The Dead Weather has always felt like a way for Jack White to blow off steam and take a respite from being Jack White. Although he’s an integral part of the songwriting process and adds the occasional yelping vocal, he mainly sticks to drumming and cedes the spotlight to his bandmates: Kills vocalist Alison Mosshart, Queens Of The Stone Age keyboardist Dean Fertita, and Raconteurs/Greenhornes bassist Jack Lawrence. As a result, while The Dead Weather’s gothic grime-noise and electro-smudged blues certainly feel of a piece with the rest of White’s catalog, their songs are decidedly looser and less beholden to expectations.
The specter of limitless possibility makes Dodge And Burn, The Dead Weather’s well-crafted third album (and first since 2010’s Sea Of Cowards) particularly enjoyable. Although the record touches on howling classic rock (“I Feel Love (Every Million Miles)”) and stabbing post-punk (“Let Me Through”), the band members take subtle liberties with their sound. Fertita adds perforated Moog on “Cop And Go” and tosses similar flourishes into the ’70s post-punk stutter “Buzzkill(er),” while Lawrence’s scuzzy synth-bass effects are particularly effective on the hip-hop-inflected “Mile Markers,” on which Mosshart does her best slam-poet impression.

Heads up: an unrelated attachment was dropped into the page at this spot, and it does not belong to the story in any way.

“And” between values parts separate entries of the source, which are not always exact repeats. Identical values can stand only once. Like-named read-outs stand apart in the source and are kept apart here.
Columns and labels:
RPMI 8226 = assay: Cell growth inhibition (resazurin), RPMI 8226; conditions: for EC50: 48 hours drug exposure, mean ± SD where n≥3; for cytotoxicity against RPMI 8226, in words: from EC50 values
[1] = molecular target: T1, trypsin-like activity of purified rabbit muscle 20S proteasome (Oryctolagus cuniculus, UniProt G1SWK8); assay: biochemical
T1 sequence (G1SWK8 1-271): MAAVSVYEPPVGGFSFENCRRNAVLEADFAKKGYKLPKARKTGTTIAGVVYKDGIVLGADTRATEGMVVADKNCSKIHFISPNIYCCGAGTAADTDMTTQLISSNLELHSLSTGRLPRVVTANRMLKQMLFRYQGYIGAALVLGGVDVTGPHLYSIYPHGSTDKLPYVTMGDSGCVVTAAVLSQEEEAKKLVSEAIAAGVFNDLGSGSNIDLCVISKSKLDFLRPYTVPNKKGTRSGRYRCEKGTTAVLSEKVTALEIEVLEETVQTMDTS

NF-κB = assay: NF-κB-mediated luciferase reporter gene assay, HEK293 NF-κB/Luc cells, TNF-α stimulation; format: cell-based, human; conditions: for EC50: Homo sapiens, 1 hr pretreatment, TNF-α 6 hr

Mosshart especially relishes the chance to stretch her talents. On “Be Still,” she channels Siouxsie Sioux as Fertita unfurls some wicked Hammond organ behind her, while she’s disappointed and scorned on the smoldering blues barnburner “Lose The Right” and desperate-sounding on “Open Up.” The playful standout “Three Dollar Hat,” a tête-à-tête between buffoonish Old West sharp-shooters that doubles as a vocal duel between White and Mosshart, is even better: The former channels the Beastie Boys on the song’s jazzy hip-hop parts, with the latter flails like a snarling noise-punk killer.
“Three Dollar Hat” exemplifies Dodge And Burn’s tongue-twisting wordplay, which resembles a surrealistic Dr. Seuss, what with its absurd imagery (“I’ve seen roses grow noses / And noses go and get broken”) and cartoonish-bordering-on-the-outlandish characters and situations. But these seemingly nonlinear lyrics cloak some pointed kernels of honesty: a rumination on the gloominess of long-distance (and ill-fated) romance; existential dread that devolves into personal disillusionment; and dealing with the burden of possessing too much knowledge. And the final song, “Impossible Winner,” is The Dead Weather’s finest work to date. A string quartet and piano cushion Mosshart as she sings in a strong, clear voice about resilience and redemption. It’s almost Broadway-esque in its execution, which isn’t necessarily expected from The Dead Weather—but is exactly the kind of curveball that makes Dodge And Burn so appealing.